• 13 Hours

  • The Inside Account of What Really Happened in Benghazi
  • By: Mitchell Zuckoff, Annex Security Team
  • Narrated by: Mitchell Zuckoff
  • Length: 7 hrs and 43 mins
  • Unabridged
  • Overall
    4.5 out of 5 stars 9,325
  • Performance
    4.5 out of 5 stars 8,366
  • Story
    4.5 out of 5 stars 8,333

13 Hours presents, for the first time ever, the true account of the events of September 11, 2012, when terrorists attacked the US State Department Special Mission Compound and a nearby CIA station called the Annex in Benghazi, Libya. A team of six American security operators fought to repel the attackers and protect the Americans stationed there. Those men went beyond the call of duty, performing extraordinary acts of courage and heroism, to avert tragedy on a much larger scale.

  • 5 out of 5 stars
  • Listened to it THREE TIMES

  • By LTC R. on 04-14-16

Great Book

Overall
5 out of 5 stars
Performance
5 out of 5 stars
Story
5 out of 5 stars

Reviewed: 12-03-17

it was interesting to perceive the differences in the book and the movie. The movie is really close, but there is definitely more information in the book. Very heart wrenching at the end.

  • Everybody Lies

  • Big Data, New Data, and What the Internet Can Tell Us About Who We Really Are
  • By: Seth Stephens-Davidowitz, Steven Pinker - foreword
  • Narrated by: Tim Andres Pabon
  • Length: 7 hrs and 39 mins
  • Unabridged
  • Overall
    4.5 out of 5 stars 3,636
  • Performance
    4.5 out of 5 stars 3,222
  • Story
    4.5 out of 5 stars 3,196

By the end of on average day in the early 21st century, human beings searching the Internet will amass eight trillion gigabytes of data. This staggering amount of information - unprecedented in history - can tell us a great deal about who we are - the fears, desires, and behaviors that drive us, and the conscious and unconscious decisions we make. From the profound to the mundane, we can gain astonishing knowledge about the human psyche that less than 20 years ago seemed unfathomable.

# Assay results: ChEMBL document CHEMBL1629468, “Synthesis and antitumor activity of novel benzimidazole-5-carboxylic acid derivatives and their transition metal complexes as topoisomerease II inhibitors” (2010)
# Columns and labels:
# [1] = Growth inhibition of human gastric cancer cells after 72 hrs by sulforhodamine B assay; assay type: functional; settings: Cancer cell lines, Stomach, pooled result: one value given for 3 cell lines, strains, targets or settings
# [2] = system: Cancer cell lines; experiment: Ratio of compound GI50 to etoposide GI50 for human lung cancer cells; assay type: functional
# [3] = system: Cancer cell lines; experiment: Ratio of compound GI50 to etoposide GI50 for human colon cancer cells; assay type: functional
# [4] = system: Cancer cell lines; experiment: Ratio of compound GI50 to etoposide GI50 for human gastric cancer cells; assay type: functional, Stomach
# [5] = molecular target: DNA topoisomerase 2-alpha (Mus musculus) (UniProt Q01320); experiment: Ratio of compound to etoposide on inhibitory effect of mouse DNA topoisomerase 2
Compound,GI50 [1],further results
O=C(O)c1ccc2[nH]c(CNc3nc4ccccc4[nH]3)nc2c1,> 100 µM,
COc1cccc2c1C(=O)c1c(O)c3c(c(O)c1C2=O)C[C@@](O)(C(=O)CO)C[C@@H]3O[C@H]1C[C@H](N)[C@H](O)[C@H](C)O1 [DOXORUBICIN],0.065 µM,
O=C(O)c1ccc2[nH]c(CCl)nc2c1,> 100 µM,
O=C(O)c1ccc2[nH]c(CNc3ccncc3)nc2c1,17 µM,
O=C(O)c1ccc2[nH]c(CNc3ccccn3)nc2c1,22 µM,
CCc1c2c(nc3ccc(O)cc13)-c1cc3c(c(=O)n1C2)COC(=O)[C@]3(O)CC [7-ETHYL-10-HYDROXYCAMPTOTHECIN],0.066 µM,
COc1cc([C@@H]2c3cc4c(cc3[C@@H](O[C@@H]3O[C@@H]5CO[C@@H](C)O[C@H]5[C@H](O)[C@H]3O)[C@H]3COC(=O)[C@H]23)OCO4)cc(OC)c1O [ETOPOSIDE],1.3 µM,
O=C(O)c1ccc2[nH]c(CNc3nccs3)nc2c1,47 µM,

• 2 out of 5 stars
  • Might be worth it to get the book

  • By Laura on 08-09-17

Entertaining book ... leans left

Overall
5 out of 5 stars
Performance
5 out of 5 stars
Story
4 out of 5 stars

Reviewed: 12-01-17

The author does a good job explaining correlation as observed in data science, but I think; some of his assumptions go to far. One such assumption is that marijuana use appears to be higher at night as well as profound queries. The author states this in a way that would lead you to believe that marijuana provokes profound queries, but it seems more likely that both users are up at two in the morning and are looking for an outlet. Also the author mentions Marx as a figure to be considered aspirational. He should probably scrounge up some data related to communism and death. Maybe not focus as much on the seemingly obvious fact that racist would vote for a white egomaniacal man. The author did have some good data examples though, and I did find the book entertaining and stimulating.

  • Running Like a Girl

  • Notes on Learning to Run
  • By: Alexandra Heminsley
  • Narrated by: Elizabeth Sastre
  • Length: 6 hrs and 9 mins
  • Unabridged
  • Overall
    4.5 out of 5 stars 599
  • Performance
    4.5 out of 5 stars 547
  • Story
    4.5 out of 5 stars 547

Until five years ago, Alexandra Heminsley was decidedly not a runner. Nor was she athletic in any sense of the word. She was an ordinary, curvy woman who was convinced that sports of any kind, especially running, were beyond her. But she's made running part of her life, and gets to reap the rewards: not just the obvious things, like a touch of weight loss, health and glowing skin, but self-belief, and immeasurable daily pleasure.

  • 3 out of 5 stars
  • Meh... not what I thought...

  • By Maria on 12-03-14

Good Book one wrong fact

Overall
5 out of 5 stars
Performance
5 out of 5 stars
Story
5 out of 5 stars

Reviewed: 11-26-17

Very inspiring story. The author clearly intends this for a female audience, but I found it very relatable in a lot of ways. The author also offers up some practical advice near the end most of it appears to be correct. However, the author states glucose can not be made from your fat and that is incorrect. During lipolysis your fat is turned into fatty acids and glycerol. The body then can break glycerol down into glucose. Your body may break down protein for glucose before fat at times, but it would probably be because of high resting insulin level.